Blinky on the ATtiny861
Blinky is the most basic program in the embedded world: blink an LED. This article will focus on using either Eclipse IDE or Atmel Studio to program the chip, as well as a few programming concepts specific to microcontrollers (or at least uncommon elsewhere that may be unfamiliar even to programming veterans).
Eclipse IDE vs. Atmel Studio
As with most <this vs. <that>, the answer is "it depends" and it comes down to personal preference. Try them both and decide for yourself. I prefer Eclipse, in general, but it's difficult to setup for this and strictly for programming chips while Atmel Studio contains simulators, debuggers, and more. Depending on your programmer, it may not be possible to use both interchangably, or even at all. Atmel Studio does not support USBtiny programmers and AVR ISP mkII programmers will only work with one IDE at a time due to driver issues (you can use Zadig to switch, libusb for Eclipse and WinUSB for Atmel Studio). Before continuing, get one or both IDEs up and running using the following articles.
C, C++, or Assembly
This, actually, has a definitive answer, at least for now. Assembly is just impractical (though, breaking into small blocks of ASM inside of the other languages may be necessary). C++ can be used but is often scoffed at and is a religious war as heated as they come in this industry. At the moment, it seems that Eclipse's AVR plugin doesn't support C++ out of the box anyway. C is our champion by default due to acceptability, more available examples, community support, and ease of development.
Everything from here on out assumes you have a working knowledge of C, including pointers, macros, structs, and enums. Bitwise math is in abundance.
Here are a few aspects of the code specific to embedded programming. They'll make more sense after reading the code.
- The main function receives no arguments.
- The main function should never reach the end.
- Registers are used to control the hardware's pins and peripherals or to interact with them. These look like, and are treated as, variables but are macros mapped to a special memory location. Many use different bits or bit ranges to configure one or more parts. Bit math is used frequently to read or manipulate them. Below are three registers used for general I/O pins. Each is suffixed with a letter, declaring the port (or pin group), with each bit modifying/reading its respective pin.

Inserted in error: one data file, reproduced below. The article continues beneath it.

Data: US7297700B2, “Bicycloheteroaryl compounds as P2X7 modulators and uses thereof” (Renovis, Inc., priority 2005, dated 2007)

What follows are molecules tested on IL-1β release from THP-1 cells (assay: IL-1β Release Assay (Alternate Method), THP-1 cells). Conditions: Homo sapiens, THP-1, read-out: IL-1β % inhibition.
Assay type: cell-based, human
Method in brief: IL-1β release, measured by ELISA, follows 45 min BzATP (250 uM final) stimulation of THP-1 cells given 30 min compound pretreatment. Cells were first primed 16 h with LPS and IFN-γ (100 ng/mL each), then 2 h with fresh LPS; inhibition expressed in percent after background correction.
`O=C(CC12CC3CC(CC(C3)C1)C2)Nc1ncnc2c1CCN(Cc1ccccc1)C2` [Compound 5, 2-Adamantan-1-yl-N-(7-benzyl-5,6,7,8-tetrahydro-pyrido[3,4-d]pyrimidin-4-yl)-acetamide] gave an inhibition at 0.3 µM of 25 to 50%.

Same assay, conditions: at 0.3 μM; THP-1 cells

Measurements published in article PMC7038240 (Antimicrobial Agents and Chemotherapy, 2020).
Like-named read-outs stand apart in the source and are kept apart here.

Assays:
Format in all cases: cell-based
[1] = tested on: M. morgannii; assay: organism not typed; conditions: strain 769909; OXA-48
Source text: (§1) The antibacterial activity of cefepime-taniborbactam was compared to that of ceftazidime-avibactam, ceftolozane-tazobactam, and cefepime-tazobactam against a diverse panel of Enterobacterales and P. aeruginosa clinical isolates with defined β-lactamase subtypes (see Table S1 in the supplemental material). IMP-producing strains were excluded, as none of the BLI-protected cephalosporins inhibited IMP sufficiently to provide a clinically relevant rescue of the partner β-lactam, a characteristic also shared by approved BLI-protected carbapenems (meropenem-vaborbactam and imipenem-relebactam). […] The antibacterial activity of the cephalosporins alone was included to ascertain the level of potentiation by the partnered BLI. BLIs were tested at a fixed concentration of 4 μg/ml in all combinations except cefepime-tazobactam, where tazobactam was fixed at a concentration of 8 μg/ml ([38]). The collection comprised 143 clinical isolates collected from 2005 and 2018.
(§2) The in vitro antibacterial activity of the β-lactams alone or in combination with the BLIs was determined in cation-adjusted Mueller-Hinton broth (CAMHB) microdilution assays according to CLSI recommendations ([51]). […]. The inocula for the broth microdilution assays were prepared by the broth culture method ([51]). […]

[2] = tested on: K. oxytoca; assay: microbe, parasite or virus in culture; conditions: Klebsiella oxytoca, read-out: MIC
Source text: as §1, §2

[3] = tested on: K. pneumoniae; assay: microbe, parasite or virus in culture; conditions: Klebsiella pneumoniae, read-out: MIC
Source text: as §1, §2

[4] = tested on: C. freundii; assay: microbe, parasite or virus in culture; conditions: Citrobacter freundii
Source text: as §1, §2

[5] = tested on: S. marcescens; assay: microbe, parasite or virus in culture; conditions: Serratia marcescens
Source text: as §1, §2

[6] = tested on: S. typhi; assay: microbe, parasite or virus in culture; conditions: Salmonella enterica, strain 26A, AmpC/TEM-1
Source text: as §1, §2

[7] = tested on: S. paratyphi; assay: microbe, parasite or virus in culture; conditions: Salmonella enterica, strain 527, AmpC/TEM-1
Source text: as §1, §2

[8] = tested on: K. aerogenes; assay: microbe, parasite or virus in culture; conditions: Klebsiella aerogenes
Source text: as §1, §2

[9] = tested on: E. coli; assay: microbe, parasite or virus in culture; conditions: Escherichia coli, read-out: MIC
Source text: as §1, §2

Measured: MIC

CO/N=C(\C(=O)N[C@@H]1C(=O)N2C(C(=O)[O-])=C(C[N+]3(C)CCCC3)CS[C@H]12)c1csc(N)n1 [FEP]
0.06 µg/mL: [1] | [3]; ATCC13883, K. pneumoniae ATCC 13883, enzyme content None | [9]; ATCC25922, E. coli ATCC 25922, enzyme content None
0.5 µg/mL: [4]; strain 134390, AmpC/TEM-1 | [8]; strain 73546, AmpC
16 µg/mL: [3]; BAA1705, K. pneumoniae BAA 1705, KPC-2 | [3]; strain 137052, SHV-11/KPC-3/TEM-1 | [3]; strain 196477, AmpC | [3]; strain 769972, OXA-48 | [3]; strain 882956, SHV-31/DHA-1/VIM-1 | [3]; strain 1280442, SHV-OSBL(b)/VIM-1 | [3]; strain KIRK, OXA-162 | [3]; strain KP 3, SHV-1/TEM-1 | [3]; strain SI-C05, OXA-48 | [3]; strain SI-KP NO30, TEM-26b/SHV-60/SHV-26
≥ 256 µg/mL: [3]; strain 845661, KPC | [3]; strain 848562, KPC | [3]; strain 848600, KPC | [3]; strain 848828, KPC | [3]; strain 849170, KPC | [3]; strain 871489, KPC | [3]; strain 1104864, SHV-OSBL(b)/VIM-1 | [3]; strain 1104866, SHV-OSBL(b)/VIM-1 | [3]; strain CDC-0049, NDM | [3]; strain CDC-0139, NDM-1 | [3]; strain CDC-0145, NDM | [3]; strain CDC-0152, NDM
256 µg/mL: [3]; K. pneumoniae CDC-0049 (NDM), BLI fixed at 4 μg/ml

- DDR registers, or data direction registers, control whether pins are inputs or outputs: ones for outputs and zeroes for inputs.
- PORT registers are used to modify pin states.
- PIN registers are used to read pin states.
Connect port A, pin 7, or PA7 on the pinout, to ground using an LED and resistor, in series. The resistor value depends on the LED, but a 1kΩ resistor is probably a reasonable guess and there's a very wide margin for error (a resistor isn't even required, but is highly advised). A resistor too high will decrease the LED brigthness considerably but it should still be visible; a resistor too small (or no resistor) may cause the LED to shine too brightly, heating up and burning out eventually.
- The longer terminal coming from the LED usually goes towards the chip. To determine which way it goes, briefly connect it between power and ground and see if it lights up.
- Which side of the LED the resistor is on doesn't matter, choose whichever is easier to wire up.
If your chosen pin is different, change the registers accordingly.
- "avr/io.h" contains the port registers
- volatile is far more common in the embedded world than it is in "normal" software development. It tells the compiler that a variable's value can be modified outside of its current code. Without it, the compiler may optimize away (i.e.: remove) the entire loop used for sleeping, understanding that it's not accomplishing anything.
- "avr/io.h" also contains an alias, _BV (for Bit Value), to bit shift a one to correspond to pin numbers. It's done at compile-time, so there's no run-time overhead while improving readability.
- "util/delay.h" contains _delay_us(double), and _delay_ms(double) for sleeping a predictable amount of time, regardless of chip speed. These functions take microseconds (u often stands for the Greek mu, which stands for micro) and milliseconds, respectively.
- If you run this code, it may not actually sleep for 125 milliseconds. On many (most, or all?), new, fresh-from-the-factory chips, it'll actually sleep for a full second. This will be tackled in the next article of this series.
By now, we should have our first AVR chip all wired up and a very basic program written to it, even if pointless or flawed. Next, we'll learn how to configure the chip itself at write-time, modifying how the chip works instead of just pins and peripherals.